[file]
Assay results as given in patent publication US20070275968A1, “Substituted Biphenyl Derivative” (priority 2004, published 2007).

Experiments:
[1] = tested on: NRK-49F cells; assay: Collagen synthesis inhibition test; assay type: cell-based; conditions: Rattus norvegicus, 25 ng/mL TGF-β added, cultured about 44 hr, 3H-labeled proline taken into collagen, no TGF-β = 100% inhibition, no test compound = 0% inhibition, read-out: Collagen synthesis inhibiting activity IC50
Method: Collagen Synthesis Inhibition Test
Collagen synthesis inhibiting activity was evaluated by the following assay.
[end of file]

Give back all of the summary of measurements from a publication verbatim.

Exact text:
Assay results as given in patent publication US20070275968A1, “Substituted Biphenyl Derivative” (priority 2004, published 2007).

Experiments:
[1] = tested on: NRK-49F cells; assay: Collagen synthesis inhibition test; assay type: cell-based; conditions: Rattus norvegicus, 25 ng/mL TGF-β added, cultured about 44 hr, 3H-labeled proline taken into collagen, no TGF-β = 100% inhibition, no test compound = 0% inhibition, read-out: Collagen synthesis inhibiting activity IC50
Method: Collagen Synthesis Inhibition Test
Collagen synthesis inhibiting activity was evaluated by the following assay.